SCO OpenServer Release 6.0.0 includes new and updated hardware support.
SDI also supports a passthru interface to storage devices, documented on the following manual pages:
The SCO OpenServer Release 6.0.0 serial driver implements SCO OpenServer Release 5-style IOCTLs.
See ``Serial Manager'' for information on configuring serial ports.
The SCO OpenServer Release 6.0.0 USB subsystem includes USB 2.0 support for EHCI Host Controllers and USB 1.1 support of OHCI and UHCI Host Controllers. Supported USB devices include keyboards, pointing devices, CD-ROM drives (including bootable drives), floppy drives, mass storage devices, and printers.
For information on how to connect USB devices, see the usb(HW) manual page.
Note the following:
In general, USB devices that function like SCSI peripherals with multiple LUNs function most reliably.
In the previous USB subsystem, device nodes were created under /dev/usb when a USB device was connected. In the new USB subsystem, device nodes are created under /dev. Use usbprobe(ADM) to list currently connected USB devices. USB devices are listed as USB Mass Storage (usb_msto), and each line contains the device name and its INQUIRY data. See the usbprobe(ADM) manual page for more information.
USB floppy drives no longer use the /dev/fdXX device names that were used in SCO OpenServer Release 5.0.7, and that are still used for ISA floppy drives. USB floppy drives now use device nodes in the style of hard disk drive device nodes (e.g. /dev/rhdXX, /dev/hdXX, and so forth). Run usbprobe(ADM) to list USB device names used by installed devices. See the usbprobe(ADM) manual page for more information.
USB flash memory devices that require device-specific control commands or a special device driver to determine the type of flash card to read do not work with this release.
USB serial devices are not supported.
For more information on the SCO OpenServer Release 6.0.0 USB subsystem, see the usb(HW), usblp(HW), and usbprobe(ADM) manual pages.
SCO OpenServer Release 6.0.0 includes new and updated support for a wide variety of video adapters, including AGP and PCI Express cards. For a list of supported cards, see ``Supported video adapters''.
In most cases, SCO OpenServer can automatically detect and configure your video hardware. For information on video adapter configuration, see ``Configuring video adapters'' and the xorg.conf(4) manual page.
Network card support in SCO OpenServer Release 6.0.0 has been updated as follows:
Intel PRO/100 (eeE8) notes
If you are using an Intel PRO/100 NIC and you see a message similar to:
WARNING: eeE8: eeE8ValidateChecksum: EEPROM checksum validation failed (slot6,port1)
you may have a failed network adapter that needs to be replaced.
Note that checksum validation is enabled in this driver. If you want to disable this check:
It is also a good idea to make the same changes to the /etc/inst/nd/mdi/eeE8/Space.c file in case you reconfigure the eeE8 driver using the Network Configuration Manager.
SCO OpenServer Release 6.0.0 supports the following new PC Card adapters,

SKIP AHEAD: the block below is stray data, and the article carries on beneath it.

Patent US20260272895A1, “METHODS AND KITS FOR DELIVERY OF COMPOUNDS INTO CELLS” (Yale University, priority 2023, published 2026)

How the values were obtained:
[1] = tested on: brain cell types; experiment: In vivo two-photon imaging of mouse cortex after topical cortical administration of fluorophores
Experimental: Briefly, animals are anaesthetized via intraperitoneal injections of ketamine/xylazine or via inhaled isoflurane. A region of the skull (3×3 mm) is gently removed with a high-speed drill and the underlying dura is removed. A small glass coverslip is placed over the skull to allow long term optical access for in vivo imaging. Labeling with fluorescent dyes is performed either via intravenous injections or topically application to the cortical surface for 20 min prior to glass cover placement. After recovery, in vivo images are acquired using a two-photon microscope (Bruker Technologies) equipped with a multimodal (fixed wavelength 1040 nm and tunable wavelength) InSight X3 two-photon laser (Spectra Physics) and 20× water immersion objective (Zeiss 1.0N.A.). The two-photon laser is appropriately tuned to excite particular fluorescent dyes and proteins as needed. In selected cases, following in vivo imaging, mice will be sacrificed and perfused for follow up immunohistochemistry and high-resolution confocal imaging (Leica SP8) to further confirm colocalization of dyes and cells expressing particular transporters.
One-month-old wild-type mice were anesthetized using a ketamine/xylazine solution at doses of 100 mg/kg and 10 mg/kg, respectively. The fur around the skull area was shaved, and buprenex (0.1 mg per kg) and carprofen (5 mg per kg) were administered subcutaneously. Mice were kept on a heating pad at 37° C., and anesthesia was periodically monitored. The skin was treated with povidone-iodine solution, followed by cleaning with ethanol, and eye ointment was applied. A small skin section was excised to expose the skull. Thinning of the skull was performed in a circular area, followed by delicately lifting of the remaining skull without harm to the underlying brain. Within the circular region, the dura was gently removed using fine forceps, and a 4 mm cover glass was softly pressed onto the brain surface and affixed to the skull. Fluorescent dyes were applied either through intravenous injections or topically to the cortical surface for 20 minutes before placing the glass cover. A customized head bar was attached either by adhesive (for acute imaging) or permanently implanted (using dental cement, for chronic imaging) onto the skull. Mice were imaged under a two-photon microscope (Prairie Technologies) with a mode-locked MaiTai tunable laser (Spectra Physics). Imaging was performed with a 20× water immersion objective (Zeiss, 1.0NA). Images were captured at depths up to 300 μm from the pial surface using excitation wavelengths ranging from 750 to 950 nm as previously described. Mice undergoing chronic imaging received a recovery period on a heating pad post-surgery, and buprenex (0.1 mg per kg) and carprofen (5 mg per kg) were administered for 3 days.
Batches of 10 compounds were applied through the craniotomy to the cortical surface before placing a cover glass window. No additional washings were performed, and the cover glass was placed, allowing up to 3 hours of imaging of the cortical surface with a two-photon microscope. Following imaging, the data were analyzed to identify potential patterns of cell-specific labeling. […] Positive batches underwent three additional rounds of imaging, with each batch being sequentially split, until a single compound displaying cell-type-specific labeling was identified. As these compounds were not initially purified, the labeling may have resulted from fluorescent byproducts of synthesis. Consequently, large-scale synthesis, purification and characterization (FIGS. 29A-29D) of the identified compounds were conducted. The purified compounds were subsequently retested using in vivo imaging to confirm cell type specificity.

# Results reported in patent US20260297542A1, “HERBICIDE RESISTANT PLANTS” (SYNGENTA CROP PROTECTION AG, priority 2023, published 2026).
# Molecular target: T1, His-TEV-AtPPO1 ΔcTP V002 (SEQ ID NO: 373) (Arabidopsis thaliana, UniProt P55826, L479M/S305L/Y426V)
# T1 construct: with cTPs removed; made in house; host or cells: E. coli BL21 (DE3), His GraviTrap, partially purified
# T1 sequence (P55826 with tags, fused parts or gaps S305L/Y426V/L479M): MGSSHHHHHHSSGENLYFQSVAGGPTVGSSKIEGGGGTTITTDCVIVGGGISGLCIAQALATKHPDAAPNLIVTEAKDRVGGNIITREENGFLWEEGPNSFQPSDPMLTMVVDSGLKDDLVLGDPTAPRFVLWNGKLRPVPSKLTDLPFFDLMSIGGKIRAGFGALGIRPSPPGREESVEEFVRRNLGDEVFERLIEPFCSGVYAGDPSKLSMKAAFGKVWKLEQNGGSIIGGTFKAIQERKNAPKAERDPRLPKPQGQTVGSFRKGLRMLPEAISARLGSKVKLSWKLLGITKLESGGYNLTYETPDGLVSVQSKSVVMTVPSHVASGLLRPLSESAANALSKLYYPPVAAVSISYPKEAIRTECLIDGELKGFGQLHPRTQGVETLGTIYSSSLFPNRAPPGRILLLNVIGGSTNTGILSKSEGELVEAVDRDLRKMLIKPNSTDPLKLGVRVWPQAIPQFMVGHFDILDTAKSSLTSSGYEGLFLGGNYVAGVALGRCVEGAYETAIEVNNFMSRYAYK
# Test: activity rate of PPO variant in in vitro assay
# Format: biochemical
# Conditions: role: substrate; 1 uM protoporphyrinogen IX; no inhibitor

including CardBus NICs and selected PRISM II-based
Wireless PC Card NICs:
3Com EtherLink III 3C589C 0101058906
3Com EtherLink III 3C589D 0101058906
3Com 10Mbps LAN PC Card 3CCE589EC
3Com 10Mbps LAN PC Card 3CXE589DT
3Com 10Mbps LAN PC Card 3CCE589ET
3Com 10/100 LAN PC Card 3C3FE574BT
Dell ``TrueMobile'' 1150-Series 802.11B Wireless PC Card
Intel PRO/100 CardBus II MBLA3300
Intel PRO/100 S Mobile Adapter MBLA3300 C3
Intel PRO/100 CardBus II MBLA3400
Linksys Combo PCMCIA EthernetCard EC2T
Linksys EtherFast 10/100 PC Card PCMPC100
Linksys EtherFast 10/100 CardBus Card PCMPC200
Linksys Wireless-B Notebook Adapter (802.11b)
Netgear 10/100 PCMCIA Mobile Adapter FA411
Netgear 10/100 CardBus FA510
Netgear 802.11b Wireless PC Card MA401
Socket Communications EA
Socket Communications LP-E
ISA and EISA network card device drivers contained in SCO OpenServer Release 6.0.0 are provided to SCO customers as-is. No warranty or SCO support of any kind is provided for these devices. ISA and EISA network card devices from UnixWare 7.1.3 and 7.1.4 should work on SCO OpenServer Release 6.0.0 but have not been tested. A listing of these devices can be viewed in the SCO Hardware Database, which can be viewed at: http://www.sco.com/chwp.
In future releases, ISA and EISA network device drivers will be removed from the product as these devices are no longer available, nor can they be used in computer systems certified for SCO OpenServer Release 6.0.0.
If a network adapter's hardware allows its Media Access Control (MAC) address to be reprogrammed, you can configure the adapter as a ``backup'' device for an existing primary NIC. If the primary device fails or it loses its physical connection, the system automatically switches to using the backup device. This functionality is commonly referred to as ``device failover''.
You may only configure a backup device after you have configured the primary device. When configuring a backup device, you are asked to select the primary device that it will support.
One backup device may be configured for each primary device.
To add an adapter as a backup device, run the Network Configuration Manager. Select Hardware Add new LAN adapter . On the Add Protocol screen, select Backup Device instead of a protocol suite such as TCP/IP. Then select an existing network adapter (the primary device) for which the new adapter will act as a backup device and click on OK.
The Network Configuration Manager indicates that a primary device has failed or is otherwise unavailable for use by placing a cross on the icon for the network adapter. (In character mode, the string ``HX'' replaces ``HW''.)
Some packets may be lost when the system switches to a backup device. Retransmission of packets happens automatically in the case of TCP/IP connections. However, not all applications that use UDP may be capable of handling such interruption of service gracefully.